For the contiguous U.S., the average July temperature of 23.1°C (73.5°F) was the coolest since 1994, and July temperatures were the 27th coolest in the 115-year record, according to the National Climatic Data Center. Ohio, Illinois, Indiana, Pennsylvania, Iowa, and West Virginia experienced their coolest ever July. Kentucky, Missouri, Michigan, and Wisconsin recorded their second coolest July in history. A strong trough of low pressure parked itself over the eastern portion of the U.S. in July, funneling down plenty of cold air from Canada. In the western U.S., a ridge of high pressure dominated, bringing unusually hot conditions. Arizona recorded its 3rd warmest July on record, and Seattle, Washington recorded its hottest day in history on July 28, notching a 103°F reading. This was 3°F above the previous record set in 1994.

U.S. precipitation was near average in July, with the month ranking 40th wettest in the 115-year record. U.S. tornado activity was above average in July, according to NOAA's Storm Prediction Center. However, no tornado deaths occurred in July.

At the end of July, 14% of the contiguous United States was in moderate-to-exceptional drought. This is a drop from the 19% figure observed at the beginning of the year. These extreme drought regions were exclusively in South and Central Texas.

I'll have an update Thursday morning.

Jeff Masters

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so if we found a way to disrupt the circulation of this storm using chemicals/bombs etc, would we call the mission Operation Kill Bill?
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Quoting klaatuborada:


I don't like that word... Stall... no, not at all


It's what the latest model runs are showing, things can change though. Just keep an eye on Bill.
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572. IKE
Quoting reedzone:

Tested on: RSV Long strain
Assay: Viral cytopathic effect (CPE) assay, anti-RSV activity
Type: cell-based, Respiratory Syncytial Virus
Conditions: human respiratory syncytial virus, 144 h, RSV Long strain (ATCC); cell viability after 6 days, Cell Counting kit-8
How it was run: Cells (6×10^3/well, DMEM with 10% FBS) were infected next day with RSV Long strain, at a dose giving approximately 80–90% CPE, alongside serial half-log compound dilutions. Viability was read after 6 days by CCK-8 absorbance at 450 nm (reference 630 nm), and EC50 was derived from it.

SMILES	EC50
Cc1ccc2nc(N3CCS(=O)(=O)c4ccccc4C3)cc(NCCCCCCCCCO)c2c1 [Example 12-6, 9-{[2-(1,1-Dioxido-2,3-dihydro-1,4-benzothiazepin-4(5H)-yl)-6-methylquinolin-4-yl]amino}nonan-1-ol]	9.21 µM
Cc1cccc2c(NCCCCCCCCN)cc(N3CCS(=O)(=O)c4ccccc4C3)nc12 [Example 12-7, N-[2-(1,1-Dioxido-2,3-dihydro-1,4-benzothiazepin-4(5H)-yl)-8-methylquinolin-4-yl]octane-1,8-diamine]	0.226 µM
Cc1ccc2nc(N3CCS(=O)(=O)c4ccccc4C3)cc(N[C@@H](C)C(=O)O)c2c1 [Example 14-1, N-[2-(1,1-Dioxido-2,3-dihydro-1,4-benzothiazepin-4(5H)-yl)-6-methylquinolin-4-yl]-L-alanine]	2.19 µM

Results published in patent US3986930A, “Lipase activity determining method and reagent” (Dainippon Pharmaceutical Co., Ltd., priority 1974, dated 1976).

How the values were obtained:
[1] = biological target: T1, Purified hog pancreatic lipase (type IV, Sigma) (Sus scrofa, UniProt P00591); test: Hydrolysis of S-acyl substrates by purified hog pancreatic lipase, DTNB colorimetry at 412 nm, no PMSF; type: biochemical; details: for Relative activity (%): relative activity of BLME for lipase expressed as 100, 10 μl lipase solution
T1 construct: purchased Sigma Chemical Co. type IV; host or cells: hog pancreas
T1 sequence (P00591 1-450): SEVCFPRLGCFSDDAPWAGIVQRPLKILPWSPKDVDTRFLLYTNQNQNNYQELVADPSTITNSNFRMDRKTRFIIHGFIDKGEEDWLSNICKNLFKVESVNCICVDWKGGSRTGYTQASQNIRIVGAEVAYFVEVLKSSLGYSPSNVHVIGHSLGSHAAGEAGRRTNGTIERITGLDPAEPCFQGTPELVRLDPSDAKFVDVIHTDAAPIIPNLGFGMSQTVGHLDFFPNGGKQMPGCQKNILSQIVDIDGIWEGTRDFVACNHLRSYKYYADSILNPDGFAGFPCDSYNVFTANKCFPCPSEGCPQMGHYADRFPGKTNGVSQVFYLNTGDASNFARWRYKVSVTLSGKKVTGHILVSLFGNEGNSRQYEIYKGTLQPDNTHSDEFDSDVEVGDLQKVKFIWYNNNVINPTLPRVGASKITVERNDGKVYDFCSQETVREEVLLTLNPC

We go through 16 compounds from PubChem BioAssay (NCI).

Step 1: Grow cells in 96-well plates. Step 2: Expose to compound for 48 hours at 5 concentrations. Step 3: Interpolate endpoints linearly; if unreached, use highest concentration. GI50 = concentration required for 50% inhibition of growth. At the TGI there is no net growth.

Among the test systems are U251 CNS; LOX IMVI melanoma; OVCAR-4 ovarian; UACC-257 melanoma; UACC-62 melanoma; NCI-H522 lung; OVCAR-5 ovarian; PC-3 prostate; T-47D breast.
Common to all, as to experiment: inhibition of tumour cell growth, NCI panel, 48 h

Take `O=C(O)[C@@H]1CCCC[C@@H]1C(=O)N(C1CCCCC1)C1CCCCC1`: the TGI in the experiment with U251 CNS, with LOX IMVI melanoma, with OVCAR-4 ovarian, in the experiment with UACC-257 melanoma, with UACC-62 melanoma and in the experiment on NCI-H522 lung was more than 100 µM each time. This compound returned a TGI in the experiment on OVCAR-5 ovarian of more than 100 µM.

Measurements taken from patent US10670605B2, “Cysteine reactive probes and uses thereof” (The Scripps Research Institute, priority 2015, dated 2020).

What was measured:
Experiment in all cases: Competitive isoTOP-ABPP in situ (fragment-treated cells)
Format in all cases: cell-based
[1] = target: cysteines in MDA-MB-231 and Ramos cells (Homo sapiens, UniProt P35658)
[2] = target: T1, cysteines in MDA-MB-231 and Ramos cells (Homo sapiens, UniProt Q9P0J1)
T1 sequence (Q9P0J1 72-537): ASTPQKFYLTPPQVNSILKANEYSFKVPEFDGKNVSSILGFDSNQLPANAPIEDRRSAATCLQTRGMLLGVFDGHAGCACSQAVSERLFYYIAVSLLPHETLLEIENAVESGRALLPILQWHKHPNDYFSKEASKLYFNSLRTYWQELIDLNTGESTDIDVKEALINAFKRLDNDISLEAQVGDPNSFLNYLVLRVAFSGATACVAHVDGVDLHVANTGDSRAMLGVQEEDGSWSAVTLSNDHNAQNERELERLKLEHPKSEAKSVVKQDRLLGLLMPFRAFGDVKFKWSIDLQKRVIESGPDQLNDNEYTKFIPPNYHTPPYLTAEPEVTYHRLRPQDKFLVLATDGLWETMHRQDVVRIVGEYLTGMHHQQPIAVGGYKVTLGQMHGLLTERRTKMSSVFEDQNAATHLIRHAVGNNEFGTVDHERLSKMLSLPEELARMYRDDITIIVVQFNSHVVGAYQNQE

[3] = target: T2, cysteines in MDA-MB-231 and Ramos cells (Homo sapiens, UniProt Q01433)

12Z EURO has shifted a tad west


Looks the same to me...

00Z ECMWF...

12Z ECMWF...
Member Since: June 9, 2005 Posts: 23 Comments: 37858
Don't forget to use a protractor to give you the exact heading...all these tools from 4th grade come in handy.
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Quoting katzanddogz:


I know, Right! LOL Gotta go, check in with ya later.


Yep, they usually do!
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Quoting reedzone:
You guys will soon understand that it will turn NW by tonight or tomorrow as forecast. Not gonna head west either, the upper level low to the NNE of it is steering it more northerly. I'm still sticking to my forecast for it to skirt NE and hit Canada. People need to start preparing up there for the worst. Always good to be prepared even though the center is not forecast to hit you directly.

My forecast as of now.
Photobucket


There's a word on the picture, go find original post, Stall, no, I don't like that word, ... no, not at all
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567. Prgal
Quoting kmanislander:
One easy way I have found to determine the short term track of a storm is to take a sheet of 8x11 paper and line it up with the SW side of the eye of the storm then adjust it until the eye "rolls" along the edge of the paper without deviating out from or below the edge. It will take a few trys to get it set but once you have it you will then be able to see the short term " extrap " that you have created.